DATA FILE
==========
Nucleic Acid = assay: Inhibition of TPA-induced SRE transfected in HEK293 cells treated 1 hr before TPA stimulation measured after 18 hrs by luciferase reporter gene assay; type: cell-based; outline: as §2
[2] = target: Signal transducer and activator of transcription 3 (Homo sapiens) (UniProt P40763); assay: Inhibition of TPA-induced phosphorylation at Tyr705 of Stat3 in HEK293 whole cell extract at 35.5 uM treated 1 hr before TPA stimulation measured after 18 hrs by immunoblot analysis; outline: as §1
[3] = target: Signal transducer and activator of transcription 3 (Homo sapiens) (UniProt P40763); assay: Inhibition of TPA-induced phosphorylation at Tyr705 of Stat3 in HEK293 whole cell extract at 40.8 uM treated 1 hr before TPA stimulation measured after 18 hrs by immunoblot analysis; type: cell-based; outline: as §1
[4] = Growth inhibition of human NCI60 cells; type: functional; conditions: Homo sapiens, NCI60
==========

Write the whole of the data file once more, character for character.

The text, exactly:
Nucleic Acid = assay: Inhibition of TPA-induced SRE transfected in HEK293 cells treated 1 hr before TPA stimulation measured after 18 hrs by luciferase reporter gene assay; type: cell-based; outline: as §2
[2] = target: Signal transducer and activator of transcription 3 (Homo sapiens) (UniProt P40763); assay: Inhibition of TPA-induced phosphorylation at Tyr705 of Stat3 in HEK293 whole cell extract at 35.5 uM treated 1 hr before TPA stimulation measured after 18 hrs by immunoblot analysis; outline: as §1
[3] = target: Signal transducer and activator of transcription 3 (Homo sapiens) (UniProt P40763); assay: Inhibition of TPA-induced phosphorylation at Tyr705 of Stat3 in HEK293 whole cell extract at 40.8 uM treated 1 hr before TPA stimulation measured after 18 hrs by immunoblot analysis; type: cell-based; outline: as §1
[4] = Growth inhibition of human NCI60 cells; type: functional; conditions: Homo sapiens, NCI60